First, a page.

A Soft Place to Touch

  • Author / Creator
    Purcell, Jason
  • This novella explores what it might mean to inhabit the space of non-desire. Tracing the intersection of physical and mental illness, sexual trauma, and the conventional mode of sexual desire, this piece of fiction blends creative and academic writing to tease out the opportunities for other modes of relation and care that emerge when one no longer wants to desire. A central exploration here is how the psychic influences the somatic; how do these psychological and emotional forces, these affects, come to bear on the body, the site of sexual desire? This novella explores these themes in a series of vignettes that attempt to mimic the way the mind works when compressed by illness and trauma; I hope to move through these vignettes the way the mind moves through memory and mental illness. To an extent, I have followed a line of psychoanalytic thought with this project, wishing not to pathologize or moralize, but instead to ask what it might mean to live alongside all of these forces, to live alongside non-desire in a world that hierarchizes sexual desire. This novella was imagined and written in conversation with the writing of Anne Carson and the paintings of Kris Knight, and for its critical apparatus, draws on the writing of Sara Ahmed, Ann Cvetkovich, Sigmund Freud, Adam Phillips, Eve Kosofsky Sedgwick, among others.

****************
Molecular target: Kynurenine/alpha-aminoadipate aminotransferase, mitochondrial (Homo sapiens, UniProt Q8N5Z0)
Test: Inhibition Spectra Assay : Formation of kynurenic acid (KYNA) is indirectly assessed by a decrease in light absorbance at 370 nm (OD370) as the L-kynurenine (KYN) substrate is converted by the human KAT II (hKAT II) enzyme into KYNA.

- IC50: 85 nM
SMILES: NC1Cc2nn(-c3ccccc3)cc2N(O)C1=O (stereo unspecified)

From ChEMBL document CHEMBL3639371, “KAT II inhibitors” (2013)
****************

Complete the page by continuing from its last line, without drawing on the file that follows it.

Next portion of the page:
• Subjects / Keywords
  • Graduation date
    Fall 2018
  • Type of Item
  • Degree
    Master of Arts
  • DOI
  • License
    Permission is hereby granted to the University of Alberta Libraries to reproduce single copies of this thesis and to lend or sell such copies for private, scholarly or scientific research purposes only. Where the thesis is converted to, or otherwise made available in digital form, the University of Alberta will advise potential users of the thesis of these terms. The author reserves all other publication and other rights in association with the copyright in the thesis and, except as herein before provided, neither the thesis nor any substantial portion thereof may be printed or otherwise reproduced in any material form whatsoever without the author's prior written permission.